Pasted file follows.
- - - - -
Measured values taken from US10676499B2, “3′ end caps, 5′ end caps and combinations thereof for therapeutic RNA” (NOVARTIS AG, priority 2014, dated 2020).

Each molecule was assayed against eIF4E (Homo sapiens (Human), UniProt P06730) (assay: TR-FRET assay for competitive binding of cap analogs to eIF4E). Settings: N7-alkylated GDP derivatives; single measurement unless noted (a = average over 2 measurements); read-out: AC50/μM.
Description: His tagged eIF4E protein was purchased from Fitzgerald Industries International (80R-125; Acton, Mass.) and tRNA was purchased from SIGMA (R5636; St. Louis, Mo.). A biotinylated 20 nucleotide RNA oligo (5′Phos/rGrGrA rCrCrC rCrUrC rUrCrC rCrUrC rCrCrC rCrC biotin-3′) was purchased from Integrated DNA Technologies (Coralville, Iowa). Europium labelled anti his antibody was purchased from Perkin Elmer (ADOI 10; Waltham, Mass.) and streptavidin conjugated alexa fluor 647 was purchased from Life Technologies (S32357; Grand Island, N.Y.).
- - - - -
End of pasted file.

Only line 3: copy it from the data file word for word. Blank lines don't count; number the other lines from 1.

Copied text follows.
Description: His tagged eIF4E protein was purchased from Fitzgerald Industries International (80R-125; Acton, Mass.) and tRNA was purchased from SIGMA (R5636; St. Louis, Mo.). A biotinylated 20 nucleotide RNA oligo (5′Phos/rGrGrA rCrCrC rCrUrC rUrCrC rCrUrC rCrCrC rCrC biotin-3′) was purchased from Integrated DNA Technologies (Coralville, Iowa). Europium labelled anti his antibody was purchased from Perkin Elmer (ADOI 10; Waltham, Mass.) and streptavidin conjugated alexa fluor 647 was purchased from Life Technologies (S32357; Grand Island, N.Y.).